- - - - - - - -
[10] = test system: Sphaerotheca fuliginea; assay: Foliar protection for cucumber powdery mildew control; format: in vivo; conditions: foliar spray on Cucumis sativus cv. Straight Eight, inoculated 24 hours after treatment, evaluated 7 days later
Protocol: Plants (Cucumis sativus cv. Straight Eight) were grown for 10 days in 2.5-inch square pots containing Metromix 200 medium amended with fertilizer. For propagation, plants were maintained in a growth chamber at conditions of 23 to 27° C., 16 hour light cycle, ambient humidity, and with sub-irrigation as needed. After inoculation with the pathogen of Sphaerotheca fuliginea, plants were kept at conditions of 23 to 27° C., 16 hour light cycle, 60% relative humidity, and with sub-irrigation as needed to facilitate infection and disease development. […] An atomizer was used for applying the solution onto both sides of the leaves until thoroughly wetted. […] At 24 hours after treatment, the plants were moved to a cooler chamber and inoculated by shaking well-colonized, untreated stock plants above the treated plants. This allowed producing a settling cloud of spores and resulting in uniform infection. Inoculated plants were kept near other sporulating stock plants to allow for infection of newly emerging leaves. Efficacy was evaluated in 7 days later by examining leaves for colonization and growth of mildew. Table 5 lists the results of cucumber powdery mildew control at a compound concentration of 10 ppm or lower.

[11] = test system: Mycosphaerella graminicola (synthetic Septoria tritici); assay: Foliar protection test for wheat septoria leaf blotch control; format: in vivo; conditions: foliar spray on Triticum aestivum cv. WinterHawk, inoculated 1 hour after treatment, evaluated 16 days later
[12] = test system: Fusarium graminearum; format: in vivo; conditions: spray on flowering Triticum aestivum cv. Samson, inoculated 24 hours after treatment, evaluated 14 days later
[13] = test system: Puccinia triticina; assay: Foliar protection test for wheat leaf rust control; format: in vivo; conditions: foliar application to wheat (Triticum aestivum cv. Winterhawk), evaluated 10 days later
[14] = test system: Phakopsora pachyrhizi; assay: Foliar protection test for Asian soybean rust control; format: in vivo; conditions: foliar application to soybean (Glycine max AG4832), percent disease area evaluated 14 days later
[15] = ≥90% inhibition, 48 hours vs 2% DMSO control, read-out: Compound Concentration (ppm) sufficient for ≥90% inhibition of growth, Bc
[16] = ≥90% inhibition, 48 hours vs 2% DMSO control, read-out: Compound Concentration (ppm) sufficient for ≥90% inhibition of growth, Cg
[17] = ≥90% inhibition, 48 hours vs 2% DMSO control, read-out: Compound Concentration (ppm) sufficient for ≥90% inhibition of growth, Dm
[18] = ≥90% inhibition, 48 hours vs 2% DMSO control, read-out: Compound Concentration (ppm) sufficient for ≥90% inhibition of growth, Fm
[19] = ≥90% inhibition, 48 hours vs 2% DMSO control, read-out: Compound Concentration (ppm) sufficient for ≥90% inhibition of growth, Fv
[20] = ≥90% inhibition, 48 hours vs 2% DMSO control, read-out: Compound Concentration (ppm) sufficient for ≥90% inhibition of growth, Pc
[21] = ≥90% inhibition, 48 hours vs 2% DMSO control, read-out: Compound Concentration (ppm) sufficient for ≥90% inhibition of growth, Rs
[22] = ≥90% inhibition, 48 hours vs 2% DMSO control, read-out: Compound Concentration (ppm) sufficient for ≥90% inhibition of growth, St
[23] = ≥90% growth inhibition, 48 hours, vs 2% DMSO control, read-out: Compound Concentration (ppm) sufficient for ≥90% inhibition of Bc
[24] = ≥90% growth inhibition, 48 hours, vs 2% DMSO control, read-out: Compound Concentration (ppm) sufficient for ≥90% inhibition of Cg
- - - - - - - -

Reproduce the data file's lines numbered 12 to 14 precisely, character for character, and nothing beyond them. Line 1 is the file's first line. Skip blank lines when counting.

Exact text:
[20] = ≥90% inhibition, 48 hours vs 2% DMSO control, read-out: Compound Concentration (ppm) sufficient for ≥90% inhibition of growth, Pc
[21] = ≥90% inhibition, 48 hours vs 2% DMSO control, read-out: Compound Concentration (ppm) sufficient for ≥90% inhibition of growth, Rs
[22] = ≥90% inhibition, 48 hours vs 2% DMSO control, read-out: Compound Concentration (ppm) sufficient for ≥90% inhibition of growth, St